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Is it possible to reverse the operation of the Banach-Tarski paradox? That is, I have two three-dimensional balls, and is it possible to combine them into one ball that is identical to one of the balls (using the axiom of choice)?

Thank you very much.

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Could you explain the asymmetry you seem to be seeing? Under the only meaning of "combine" that I can think of, two congruent balls being combinable into one ball that's congruent to them is synonymous with one ball being decomposable into two balls congruent to the one ball. –  joriki Mar 20 '12 at 10:00
    
@joriki I was asking whether the axiom of choice can be used to do the process in reverse. So, is it the same? I know that I can use the axiom of choice make one ball decompose into two. I am asking whether I can use the axiom of choice to combine two into one. that's all. nothing special into the meaning of "combine". –  user25148 Mar 20 '12 at 10:19
    
joriki's point is that you should convince yourself that if you can decompose $A$ into pieces and rearrange the pieces to get $B$ then you can do this process in the reverse direction and transform $B$ into $A$ in this way. As Dejan points out in the answer below, a much better results holds. –  t.b. Mar 20 '12 at 10:35
    
@user25148: If you want to decompose two balls into one from scratch, you basically need to do the same construction as if you were decomposing one ball into two. So the axiom of choice is needed in this case. But if you already have a decomposition of one ball into two, you need no further axiom of choice, since as I describe below, you can just invert the isometries the axiom of choice has given you before. –  Dejan Govc Mar 20 '12 at 10:36
    
I'm not sure that the tag [axiom-of-choice] fits here... –  Asaf Karagila Mar 20 '12 at 11:31

2 Answers 2

Yes. In fact, the strong form of Banach-Tarski paradox is as follows:

Theorem. Let $n\geq3$ and let $A,B\subseteq\mathbb{R}^n$ be arbitrary bounded sets with non-empty interior. Then $A$ and $B$ are equidecomposable.

This means that we can cut any such $A$ into finitely many pieces and using isometries (distance-preserving maps; i.e. linear maps & translations) put them back together to form $B$.

Note, that equidecomposability is easily seen to be an equivalence relation, from which it already follows that: if we can cut one ball into finitely many pieces and create two, we can also reverse the process.

To see that equidecomposability is a symmetric relation, just note that isometries of any metric space (including $\mathbb R^n$) form a group. So if you have decomposed $A$ into sets $A_1, A_2, ..., A_n$ and used isometries $g_1, g_2, ..., g_n$ to get sets $B_1, B_2,...,B_n$ which together form $B$ (we usually write $g_iA_i=B_i$ to denote the isometry $g_i$ is acting on a set $A_i$, i.e. $g_iA_i$ is the set we get from $A_i$ when we use the isometry $g_i$ on it), you can just use the inverses of these isometries to arrive from $B$ back to $A$. (So in the notation from above: if $g_iA_i = B_i$ for $i=1,2,...,n$, then we also have $A_i=g_i^{-1}B_i$. Put simply: if I have moved a set and rotated it a bit, I can always rotate and move it back, to get the original set back.)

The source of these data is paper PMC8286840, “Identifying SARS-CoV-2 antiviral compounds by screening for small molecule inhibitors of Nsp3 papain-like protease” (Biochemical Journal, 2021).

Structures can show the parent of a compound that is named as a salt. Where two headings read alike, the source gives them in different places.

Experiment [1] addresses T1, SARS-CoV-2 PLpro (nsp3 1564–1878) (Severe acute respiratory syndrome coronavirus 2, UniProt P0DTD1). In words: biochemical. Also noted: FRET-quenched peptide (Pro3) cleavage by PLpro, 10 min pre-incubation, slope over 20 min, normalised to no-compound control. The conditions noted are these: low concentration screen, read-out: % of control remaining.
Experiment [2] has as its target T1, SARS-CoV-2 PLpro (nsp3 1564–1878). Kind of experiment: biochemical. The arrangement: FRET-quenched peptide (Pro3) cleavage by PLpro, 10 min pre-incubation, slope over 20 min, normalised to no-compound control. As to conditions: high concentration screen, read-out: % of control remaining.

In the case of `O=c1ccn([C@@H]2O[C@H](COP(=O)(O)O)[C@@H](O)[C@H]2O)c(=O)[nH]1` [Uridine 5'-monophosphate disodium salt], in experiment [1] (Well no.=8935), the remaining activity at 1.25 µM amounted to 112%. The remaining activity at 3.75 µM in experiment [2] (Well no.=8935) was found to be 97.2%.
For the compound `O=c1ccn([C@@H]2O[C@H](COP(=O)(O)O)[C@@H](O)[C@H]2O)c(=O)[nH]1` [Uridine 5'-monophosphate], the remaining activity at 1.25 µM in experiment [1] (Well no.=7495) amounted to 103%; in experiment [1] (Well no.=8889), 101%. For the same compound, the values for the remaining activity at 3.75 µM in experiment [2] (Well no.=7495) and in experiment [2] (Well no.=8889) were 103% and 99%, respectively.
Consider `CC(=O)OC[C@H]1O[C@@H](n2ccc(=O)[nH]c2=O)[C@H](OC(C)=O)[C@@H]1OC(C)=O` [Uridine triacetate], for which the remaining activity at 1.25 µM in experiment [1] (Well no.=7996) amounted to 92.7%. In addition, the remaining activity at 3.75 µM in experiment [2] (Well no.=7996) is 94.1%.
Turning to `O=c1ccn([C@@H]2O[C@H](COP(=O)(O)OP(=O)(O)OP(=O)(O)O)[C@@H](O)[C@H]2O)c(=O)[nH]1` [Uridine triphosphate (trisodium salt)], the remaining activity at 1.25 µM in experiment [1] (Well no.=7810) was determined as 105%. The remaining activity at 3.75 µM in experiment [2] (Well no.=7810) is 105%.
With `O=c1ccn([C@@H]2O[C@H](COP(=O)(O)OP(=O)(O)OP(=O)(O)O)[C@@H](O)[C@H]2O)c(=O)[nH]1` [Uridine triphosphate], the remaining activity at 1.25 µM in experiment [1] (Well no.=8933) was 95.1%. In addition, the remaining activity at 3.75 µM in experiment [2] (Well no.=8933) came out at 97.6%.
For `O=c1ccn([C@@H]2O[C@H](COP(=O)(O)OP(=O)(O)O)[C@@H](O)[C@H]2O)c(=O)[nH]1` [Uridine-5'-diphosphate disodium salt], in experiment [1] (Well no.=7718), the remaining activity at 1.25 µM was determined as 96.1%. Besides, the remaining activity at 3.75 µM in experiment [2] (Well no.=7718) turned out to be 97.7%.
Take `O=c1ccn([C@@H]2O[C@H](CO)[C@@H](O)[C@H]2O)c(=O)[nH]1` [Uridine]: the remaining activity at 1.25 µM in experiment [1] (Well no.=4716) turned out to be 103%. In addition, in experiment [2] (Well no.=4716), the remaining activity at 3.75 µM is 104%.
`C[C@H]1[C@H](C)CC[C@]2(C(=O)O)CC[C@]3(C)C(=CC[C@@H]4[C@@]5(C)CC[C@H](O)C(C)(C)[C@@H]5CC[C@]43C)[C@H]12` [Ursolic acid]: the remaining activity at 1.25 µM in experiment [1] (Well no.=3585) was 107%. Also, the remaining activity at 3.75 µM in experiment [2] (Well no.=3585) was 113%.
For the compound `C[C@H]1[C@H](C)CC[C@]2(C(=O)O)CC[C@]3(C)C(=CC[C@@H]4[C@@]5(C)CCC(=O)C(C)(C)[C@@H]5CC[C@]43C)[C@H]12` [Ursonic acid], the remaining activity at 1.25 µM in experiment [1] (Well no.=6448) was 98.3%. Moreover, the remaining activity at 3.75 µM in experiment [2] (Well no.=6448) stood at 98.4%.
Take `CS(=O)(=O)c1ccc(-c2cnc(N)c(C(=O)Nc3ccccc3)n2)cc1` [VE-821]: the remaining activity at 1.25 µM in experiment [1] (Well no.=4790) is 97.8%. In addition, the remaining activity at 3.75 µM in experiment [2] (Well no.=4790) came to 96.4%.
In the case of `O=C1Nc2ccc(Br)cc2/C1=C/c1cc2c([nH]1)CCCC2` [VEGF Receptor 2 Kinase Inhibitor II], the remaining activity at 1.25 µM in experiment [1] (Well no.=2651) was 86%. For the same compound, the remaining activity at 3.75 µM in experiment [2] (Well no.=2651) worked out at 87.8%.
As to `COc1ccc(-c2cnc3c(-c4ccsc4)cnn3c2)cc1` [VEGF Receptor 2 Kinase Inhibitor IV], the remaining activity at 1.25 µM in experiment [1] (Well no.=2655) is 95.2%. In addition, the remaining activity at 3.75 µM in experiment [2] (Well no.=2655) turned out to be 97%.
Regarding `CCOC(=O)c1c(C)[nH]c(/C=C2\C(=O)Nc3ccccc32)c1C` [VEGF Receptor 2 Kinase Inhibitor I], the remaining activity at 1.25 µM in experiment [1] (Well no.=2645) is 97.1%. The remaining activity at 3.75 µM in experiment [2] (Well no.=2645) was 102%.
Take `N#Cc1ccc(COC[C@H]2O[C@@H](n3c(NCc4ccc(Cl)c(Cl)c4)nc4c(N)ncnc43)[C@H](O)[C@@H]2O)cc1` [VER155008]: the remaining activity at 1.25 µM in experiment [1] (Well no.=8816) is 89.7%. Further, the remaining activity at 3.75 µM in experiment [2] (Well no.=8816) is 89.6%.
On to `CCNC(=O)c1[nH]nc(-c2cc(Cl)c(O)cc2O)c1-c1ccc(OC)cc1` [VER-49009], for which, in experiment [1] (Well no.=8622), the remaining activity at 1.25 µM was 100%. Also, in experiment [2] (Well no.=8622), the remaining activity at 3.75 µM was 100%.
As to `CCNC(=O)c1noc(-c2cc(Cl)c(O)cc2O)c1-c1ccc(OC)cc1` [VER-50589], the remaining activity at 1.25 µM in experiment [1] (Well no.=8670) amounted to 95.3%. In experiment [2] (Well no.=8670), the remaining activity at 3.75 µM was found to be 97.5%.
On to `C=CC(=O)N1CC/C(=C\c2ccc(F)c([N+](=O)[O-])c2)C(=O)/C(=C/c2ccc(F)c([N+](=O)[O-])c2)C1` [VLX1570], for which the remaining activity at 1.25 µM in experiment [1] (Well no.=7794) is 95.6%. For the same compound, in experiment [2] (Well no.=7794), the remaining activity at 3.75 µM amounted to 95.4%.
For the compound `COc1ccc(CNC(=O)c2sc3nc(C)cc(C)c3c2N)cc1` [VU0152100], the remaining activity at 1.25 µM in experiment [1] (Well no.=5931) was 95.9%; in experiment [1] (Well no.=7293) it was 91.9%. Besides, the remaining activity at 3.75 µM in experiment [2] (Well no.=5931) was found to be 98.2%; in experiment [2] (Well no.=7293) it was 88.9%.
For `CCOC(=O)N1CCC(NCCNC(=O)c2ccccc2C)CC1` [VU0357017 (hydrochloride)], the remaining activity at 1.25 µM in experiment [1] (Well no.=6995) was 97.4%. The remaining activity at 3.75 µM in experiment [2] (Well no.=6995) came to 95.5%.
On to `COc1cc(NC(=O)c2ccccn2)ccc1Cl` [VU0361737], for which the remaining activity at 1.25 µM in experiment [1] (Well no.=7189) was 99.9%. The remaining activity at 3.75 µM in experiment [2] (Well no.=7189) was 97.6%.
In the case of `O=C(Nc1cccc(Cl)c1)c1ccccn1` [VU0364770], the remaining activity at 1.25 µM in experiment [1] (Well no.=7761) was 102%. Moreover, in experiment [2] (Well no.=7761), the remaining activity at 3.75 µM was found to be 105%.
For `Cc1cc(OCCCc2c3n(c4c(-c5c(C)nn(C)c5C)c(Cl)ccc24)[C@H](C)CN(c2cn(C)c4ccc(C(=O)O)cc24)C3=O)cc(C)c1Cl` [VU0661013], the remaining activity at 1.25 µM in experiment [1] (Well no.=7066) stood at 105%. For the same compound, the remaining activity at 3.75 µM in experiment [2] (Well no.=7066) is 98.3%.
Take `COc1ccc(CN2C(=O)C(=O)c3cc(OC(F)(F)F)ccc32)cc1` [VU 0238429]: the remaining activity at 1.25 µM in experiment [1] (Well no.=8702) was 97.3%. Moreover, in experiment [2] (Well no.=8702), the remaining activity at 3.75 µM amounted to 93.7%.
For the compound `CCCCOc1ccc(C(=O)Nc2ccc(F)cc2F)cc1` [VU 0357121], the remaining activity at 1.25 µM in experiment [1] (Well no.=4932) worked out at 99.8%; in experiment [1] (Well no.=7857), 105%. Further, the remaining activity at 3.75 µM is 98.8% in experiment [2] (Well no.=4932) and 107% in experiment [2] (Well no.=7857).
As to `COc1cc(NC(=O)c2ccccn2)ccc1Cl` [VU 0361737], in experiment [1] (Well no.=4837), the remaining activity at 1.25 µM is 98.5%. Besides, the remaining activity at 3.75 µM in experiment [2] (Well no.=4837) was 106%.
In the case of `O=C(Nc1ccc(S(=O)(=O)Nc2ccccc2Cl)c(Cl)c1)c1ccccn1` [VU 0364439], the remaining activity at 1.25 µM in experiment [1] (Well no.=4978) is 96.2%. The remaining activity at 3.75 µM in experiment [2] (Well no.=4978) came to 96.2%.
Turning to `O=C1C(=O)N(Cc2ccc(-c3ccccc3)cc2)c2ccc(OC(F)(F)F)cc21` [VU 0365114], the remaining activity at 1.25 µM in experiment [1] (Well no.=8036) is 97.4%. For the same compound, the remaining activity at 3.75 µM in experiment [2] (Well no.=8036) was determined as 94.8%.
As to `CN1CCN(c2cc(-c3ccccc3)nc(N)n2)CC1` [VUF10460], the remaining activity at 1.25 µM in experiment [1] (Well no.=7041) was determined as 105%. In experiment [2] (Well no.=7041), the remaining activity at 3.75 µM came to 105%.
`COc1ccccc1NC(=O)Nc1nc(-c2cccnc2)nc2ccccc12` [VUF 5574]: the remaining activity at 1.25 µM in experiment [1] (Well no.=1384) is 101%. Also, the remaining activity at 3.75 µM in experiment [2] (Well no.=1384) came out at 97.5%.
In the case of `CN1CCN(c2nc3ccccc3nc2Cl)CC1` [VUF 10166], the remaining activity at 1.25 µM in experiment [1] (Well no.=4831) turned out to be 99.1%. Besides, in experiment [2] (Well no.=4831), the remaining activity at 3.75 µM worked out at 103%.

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The short answer is, of course.

The Banach-Tarski paradox tells you how to take a ball and cut it in such way that you can move the pieces around and create two balls. The process is completely symmetric.

What does the Banach-Tarski paradox say? It says that given a ball $B$ we can write it as $B=A_1\cup\ldots\cup A_n$ which are all disjoint, and using very nice maps $f_1,\ldots,f_n$ (rotation and moving then pieces without stretching them) we get that $f_1(A_1)\cup\ldots\cup f_n(A_n)$ is actually two balls! These $f_i$ are so nice that we can reverse them, that is rotate back and shift around the other direction - again without stretching.

Given two disjoint balls we can consider a very canonical map $g$ the two balls of the Banach-Tarski recomposition two our new ones. Now we have that for $i=1,\ldots,n$ we have that $B_i=g(f_i(A_i))$ is the part which essentially decomposed the unit ball. Reverse the process that $f_i$ did to each $B_i$ and the result will recompose a single ball.

The trivial and obvious example is when your two balls are the ones you get from the Banach-Tarski paradox itself, in which case $g$ is the identity.

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